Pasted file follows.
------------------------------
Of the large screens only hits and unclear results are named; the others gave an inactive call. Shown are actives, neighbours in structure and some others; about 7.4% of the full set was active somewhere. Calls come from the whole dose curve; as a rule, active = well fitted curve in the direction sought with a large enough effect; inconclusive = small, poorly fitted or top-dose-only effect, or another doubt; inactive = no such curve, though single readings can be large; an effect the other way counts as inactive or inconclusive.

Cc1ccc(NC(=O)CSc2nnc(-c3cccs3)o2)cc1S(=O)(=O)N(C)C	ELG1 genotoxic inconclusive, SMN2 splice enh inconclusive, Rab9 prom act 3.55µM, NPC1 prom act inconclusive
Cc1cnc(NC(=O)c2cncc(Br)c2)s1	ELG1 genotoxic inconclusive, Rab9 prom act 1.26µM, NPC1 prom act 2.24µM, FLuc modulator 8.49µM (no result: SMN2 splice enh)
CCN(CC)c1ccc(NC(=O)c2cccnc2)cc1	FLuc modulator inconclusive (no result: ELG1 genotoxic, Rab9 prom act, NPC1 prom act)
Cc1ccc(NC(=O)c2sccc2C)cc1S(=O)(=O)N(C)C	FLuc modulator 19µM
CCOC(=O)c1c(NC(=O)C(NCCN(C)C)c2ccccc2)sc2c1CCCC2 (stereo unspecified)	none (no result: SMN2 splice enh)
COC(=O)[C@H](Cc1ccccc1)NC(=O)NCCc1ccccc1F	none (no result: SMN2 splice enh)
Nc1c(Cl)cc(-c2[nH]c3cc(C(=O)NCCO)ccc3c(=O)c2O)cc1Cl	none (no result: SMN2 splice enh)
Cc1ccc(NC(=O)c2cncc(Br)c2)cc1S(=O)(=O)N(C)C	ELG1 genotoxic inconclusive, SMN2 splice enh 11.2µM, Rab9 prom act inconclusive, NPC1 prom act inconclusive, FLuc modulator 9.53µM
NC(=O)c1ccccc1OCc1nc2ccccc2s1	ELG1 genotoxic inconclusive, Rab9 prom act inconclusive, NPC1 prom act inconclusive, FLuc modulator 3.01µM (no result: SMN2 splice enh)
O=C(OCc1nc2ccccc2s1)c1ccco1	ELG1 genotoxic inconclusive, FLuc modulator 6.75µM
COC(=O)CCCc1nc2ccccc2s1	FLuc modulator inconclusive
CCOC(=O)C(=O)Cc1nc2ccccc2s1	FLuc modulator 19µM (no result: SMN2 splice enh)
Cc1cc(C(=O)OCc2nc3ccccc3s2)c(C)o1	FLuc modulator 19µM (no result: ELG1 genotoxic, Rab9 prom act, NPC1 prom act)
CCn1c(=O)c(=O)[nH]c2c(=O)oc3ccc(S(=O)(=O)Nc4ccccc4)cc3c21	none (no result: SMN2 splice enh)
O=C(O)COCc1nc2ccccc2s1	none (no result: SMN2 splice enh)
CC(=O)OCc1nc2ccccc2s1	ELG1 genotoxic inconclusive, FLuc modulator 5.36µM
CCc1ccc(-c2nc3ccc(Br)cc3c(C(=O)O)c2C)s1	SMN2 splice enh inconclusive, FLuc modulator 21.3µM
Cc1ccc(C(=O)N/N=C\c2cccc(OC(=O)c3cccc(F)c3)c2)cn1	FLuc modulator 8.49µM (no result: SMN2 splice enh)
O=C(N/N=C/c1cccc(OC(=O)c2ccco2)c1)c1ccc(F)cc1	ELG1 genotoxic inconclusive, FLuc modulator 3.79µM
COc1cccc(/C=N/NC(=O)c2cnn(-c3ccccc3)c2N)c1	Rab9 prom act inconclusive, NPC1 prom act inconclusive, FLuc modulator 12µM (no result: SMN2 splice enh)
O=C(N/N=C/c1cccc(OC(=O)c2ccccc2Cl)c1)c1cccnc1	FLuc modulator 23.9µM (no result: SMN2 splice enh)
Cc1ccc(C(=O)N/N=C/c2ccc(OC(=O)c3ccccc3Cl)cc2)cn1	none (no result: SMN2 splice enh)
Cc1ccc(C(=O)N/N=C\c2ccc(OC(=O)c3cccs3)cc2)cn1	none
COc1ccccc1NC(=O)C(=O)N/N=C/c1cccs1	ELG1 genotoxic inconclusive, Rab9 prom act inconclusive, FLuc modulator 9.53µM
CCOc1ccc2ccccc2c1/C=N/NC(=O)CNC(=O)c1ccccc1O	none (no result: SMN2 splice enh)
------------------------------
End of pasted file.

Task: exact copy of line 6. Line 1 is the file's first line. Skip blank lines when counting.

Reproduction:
CCOC(=O)c1c(NC(=O)C(NCCN(C)C)c2ccccc2)sc2c1CCCC2 (stereo unspecified)	none (no result: SMN2 splice enh)